A Mother’s Struggle With Mental Illness

Chelsea Muscat’s mother, Salvina, grew up on a farm in Gozo in the Mediterranean Sea. She’s always longed for the sea and the sun, even after moving to New York with her family as an adult. She’s a painter of landscapes; she knits sweaters and blankets. This summer, she started working with clay sculptures. She’s also anorexic and has struggled with her mental health for as long as her daughter can remember. 

Muscat, now an adult, photographer, and filmmaker, also spent her early years in the Mediterranean, and her mother’s illness informed her world from a young age. “I remember she would run after me and my sister when we were young, trying to measure our waists to see where we stood,” the artist says.

“She used to be very depressed, paranoid, and suicidal. I’ve always had to be an adult, even at ten years old. I didn’t know a ten-year-old shouldn’t be responsible for someone’s life–especially a person who was supposed to be in charge of my life.”

Muscat spent her early childhood with her mother, but Salvina returned to Malta when her daughter was thirteen years old and remained until she was eighteen. As a recent college graduate, the photographer has been living with her mother, father, and sister in New York during quarantine. Photographing Salvina has become part of her routine, and in some ways, it’s also served as a coping skill.

Muscat uses a simple 35mm camera with flash for this series, resulting in raw, harsh lighting. She’s used an old digital camera that audibly “screeches” when it focuses, and recently, she’s distorted some of the images in Photoshop to reflect the way her mother sees herself–and how she sometimes sees her mother.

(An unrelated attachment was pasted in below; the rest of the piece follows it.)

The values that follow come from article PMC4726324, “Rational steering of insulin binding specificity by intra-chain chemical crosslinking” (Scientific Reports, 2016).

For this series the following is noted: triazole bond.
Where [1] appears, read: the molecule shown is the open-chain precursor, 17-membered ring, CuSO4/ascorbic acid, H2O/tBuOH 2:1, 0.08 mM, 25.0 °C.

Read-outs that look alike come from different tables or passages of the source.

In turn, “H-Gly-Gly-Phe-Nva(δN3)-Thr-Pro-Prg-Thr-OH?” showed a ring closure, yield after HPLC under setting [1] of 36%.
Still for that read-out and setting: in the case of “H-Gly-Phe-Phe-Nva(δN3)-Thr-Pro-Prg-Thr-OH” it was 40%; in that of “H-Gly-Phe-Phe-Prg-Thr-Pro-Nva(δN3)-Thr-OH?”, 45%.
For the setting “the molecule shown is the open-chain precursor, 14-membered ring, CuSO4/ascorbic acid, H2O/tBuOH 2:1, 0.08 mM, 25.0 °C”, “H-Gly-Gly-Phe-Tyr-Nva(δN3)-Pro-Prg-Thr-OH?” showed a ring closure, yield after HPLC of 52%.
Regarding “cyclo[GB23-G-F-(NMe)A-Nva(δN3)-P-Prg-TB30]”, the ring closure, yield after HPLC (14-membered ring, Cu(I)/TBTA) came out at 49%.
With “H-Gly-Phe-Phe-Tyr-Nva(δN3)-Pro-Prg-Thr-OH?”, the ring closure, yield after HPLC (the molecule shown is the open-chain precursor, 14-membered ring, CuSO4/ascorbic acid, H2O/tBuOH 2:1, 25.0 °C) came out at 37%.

Although Salvina has seen the photographs, her daughter doesn’t feel she’s grasped their meaning within their relationship. “These days, it takes her a long time to process things or fully comprehend anything I’m saying,” Muscat says. “It feels like I’m talking to a child most times.

“When I say how I truly feel or that she traumatized me and my sister, she just responds with ‘I’m sorry.’ It’s an automated response, but my feelings don’t register. Next week, I can tell her the same thing again, and she has no awareness of it.”

Conversations at home are often limited to a few words, and Salvina’s pain, paranoia, and anxiety weigh heavily on her daughter. “For example, she blames when she eats a slice of cake–because cake starts with the letter ‘c’ and my name is Chelsea and starts with the letter ‘c,’” the artist says. “She tells me I’m controlling her and making her gain weight so I don’t gain weight, and that might be my entire interaction with her for the day.”

The ongoing project and the resulting images might not bring about healing or acknowledgment from Salvina–of her daughter’s trauma or her accomplishments–but perhaps that’s not their purpose. Even if Salvina can’t process their relationship, maybe her daughter can. The artist tells us, “It’s about accepting her for who she is and trying to make peace with the fact that the mother I once knew does not exist, no matter how badly I want a support system.”

She’s also made visible something that used to be tightly locked away, secret and invisible. “Filming and photographing is the only way I can show people what I go through,” she tells me. “I could never describe the details before, and it’s easier to see it and hear it. I also hope other people can relate out there and know that they aren’t alone.”

In the future, Muscat hopes to include pictures of her mother during happy moments too, like when she’s at work on a painting or sculpture. “When she is passionate about a project, she’ll do research, find tools and materials lying around, and get to work right away,” the photographer says. She admires her mother’s creativity and always has.